Hello friends, my name is Duncan and this is Hello From Duncan - a newsletter than I send every ten days or so, rounding up my recent creative input and output. Becasue you can't have the latter without the former. It's free, you're getting it because you signed up for it, and if you want to unsubscribe then I included a very special link just for you in the footer of this email.
I'm tremendously excited to be able to say that the Exponential Climate Action Roadmap: Natural Climate Solutions, which I worked on last year for Conservation International as lead editor and did the dataviz for, has won an Honourable Mention in Fast Company's World Changing Ideas Awards 2023.
It was a great project - charting the ways in which humankind can reverse our destruction of the world's forests, peatlands and other ecosystems and turn them into a giant carbon sink instead. I'm really proud to see it get recognised by Fast Co!
While I'm tooting my trumpet about awards, I forgot to mention that the American Opportunity Index, which I worked on last year for Infogr8, won a Webby Award recently. This tool, which was a commission from the Burning Glass Institute, Harvard Business School’s Project on Managing the Future of Work, and the Schultz Family Foundation, shows how well major US employers are doing in fostering economic mobility for workers and how they could do better.
I'm always looking for interesting new information design projects to work on, and I have some availability coming up in the second half of the year, so don't hesitate to reach out if you've got something you'd like to chat about.
A few days ago, as part of the workshops series at my sonification community Decibels, we hosted the amazing Jamie Perera.
One of the best bits of the discussion came when we were talking about sonification literacy - the ability for people to understand what's going on in a sonification without needing to have the idea explained to them first. Many folks think that sonification literacy isn't very widespread as it's kind of a niche pursuit. My take is that people do actually have a lot of familiarity with the concept that different sounds can mean different things, and the real challenge is more around picking mappings that are intuitive (e.g. louder notes are larger numbers).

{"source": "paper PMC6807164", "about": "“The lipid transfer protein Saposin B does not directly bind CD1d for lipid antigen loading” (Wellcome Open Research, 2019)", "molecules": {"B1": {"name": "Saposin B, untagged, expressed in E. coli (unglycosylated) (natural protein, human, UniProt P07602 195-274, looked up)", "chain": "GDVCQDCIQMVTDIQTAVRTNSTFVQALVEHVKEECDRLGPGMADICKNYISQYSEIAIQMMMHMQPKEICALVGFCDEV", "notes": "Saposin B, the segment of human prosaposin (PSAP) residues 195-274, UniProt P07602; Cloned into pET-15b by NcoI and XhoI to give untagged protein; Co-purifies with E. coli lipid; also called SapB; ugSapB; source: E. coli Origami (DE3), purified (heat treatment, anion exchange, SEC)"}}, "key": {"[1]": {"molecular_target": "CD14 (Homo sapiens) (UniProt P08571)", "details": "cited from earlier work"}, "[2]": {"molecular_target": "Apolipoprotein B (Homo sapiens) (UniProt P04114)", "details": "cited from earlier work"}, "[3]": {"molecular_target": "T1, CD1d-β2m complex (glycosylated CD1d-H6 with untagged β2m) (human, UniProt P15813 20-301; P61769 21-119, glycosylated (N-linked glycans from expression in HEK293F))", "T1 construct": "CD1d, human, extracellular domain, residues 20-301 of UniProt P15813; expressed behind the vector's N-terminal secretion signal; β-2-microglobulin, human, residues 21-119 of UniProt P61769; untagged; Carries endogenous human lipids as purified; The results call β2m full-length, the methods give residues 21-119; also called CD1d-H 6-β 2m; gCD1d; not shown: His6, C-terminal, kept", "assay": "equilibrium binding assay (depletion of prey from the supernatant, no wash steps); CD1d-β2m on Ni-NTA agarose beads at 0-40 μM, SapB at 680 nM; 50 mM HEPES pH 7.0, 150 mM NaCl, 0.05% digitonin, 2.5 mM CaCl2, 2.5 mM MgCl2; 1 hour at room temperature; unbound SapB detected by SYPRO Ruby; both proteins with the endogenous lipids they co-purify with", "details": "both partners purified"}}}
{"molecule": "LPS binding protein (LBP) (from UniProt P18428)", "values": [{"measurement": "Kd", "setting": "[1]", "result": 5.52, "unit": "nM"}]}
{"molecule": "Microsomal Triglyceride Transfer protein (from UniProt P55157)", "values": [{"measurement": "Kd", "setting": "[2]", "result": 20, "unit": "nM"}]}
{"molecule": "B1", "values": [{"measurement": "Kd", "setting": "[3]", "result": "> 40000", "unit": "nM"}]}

Anyway, another interesting strand of discussion emerged around the point that sonification is good at delivering emotional experiences in a way that visualisation often fails to do. Is this precisely because most people are unfamiliar with sonification, and so all they can react to is the sound itself? A bit like how musicians appreciate a piece of music in a different way because they can see how it was constructed, amore analytical and less emotional way.
If, therefore, we dramatically boosted sonification literacy among the public, would the emotional punch of sonification disappear because people would be listening on a more analytical level instead? Not sure, but it's an interesting thing to think about...
Take twenty minutes, when you have a moment, to play through Everest Pipkin's newest game - Drift Mine Satellite. It's a vaguely solarpunk-y text adventure about maintainence set in a series of tunnels, and it's thoroughly lovely.
Speaking of solarpunk - if you're not totally clear on what solarpunk is, this remix of a bunch of articles and manifestoes and criticism is a great starting point. Featuring the voices of Adam Flynn, Andrew Dana Hudson, Elvia Wilk, Jay Springett, Paul Graham Raven, Phoebe Wagner & Brontë Wieland, and Sarena Ulibarri.
The "first known Earthly voice" was a cricket-like insect that lived about 270 million years ago.
After the long silence of Earth’s first 3.5 billion years, insects gave the terrestrial world its first songs. Ancient forests of fern, cycad, club moss, and conifer were brightened with sounds that would be familiar to our ears. When we hear crickets chirping from the mulch in a city park, in a mountain meadow, or along a rural road, we are transported to the first days of song on Earth.
This is kinda remarkable - Mr Ranedeer is a customisable AI tutor created with GPT-4.
You can give it your preferences around learning style, communication style, tone, reasoning, language and depth of knowledge, and it'll generate a lesson plan on pretty much any topic you can think of.
I've been testing it on music theory, getting it to teach me harmony. We've covered basic chords, chord progressions, the circle of fifths, and more. It splits its teaching into lesson plans, which you can interrupt and ask questions during. At the end of each lesson, you can do a test - and it's really very good at figuring out if you've answered the questions correctly or not.
You'll need a ChatGPT Plus subscription to use it, because it relies on GPT-4. Also, GPT-4 use is throttled at the time of writing so you can only progress so far at a time before having to wait. But it's a real glimpse into a future of personalised education that's likely to not be too far away.
Thanks for the tip, Giuseppe!
That's all for this week. Hope you're doing well. Hit reply and write me a note about what you've been working on lately!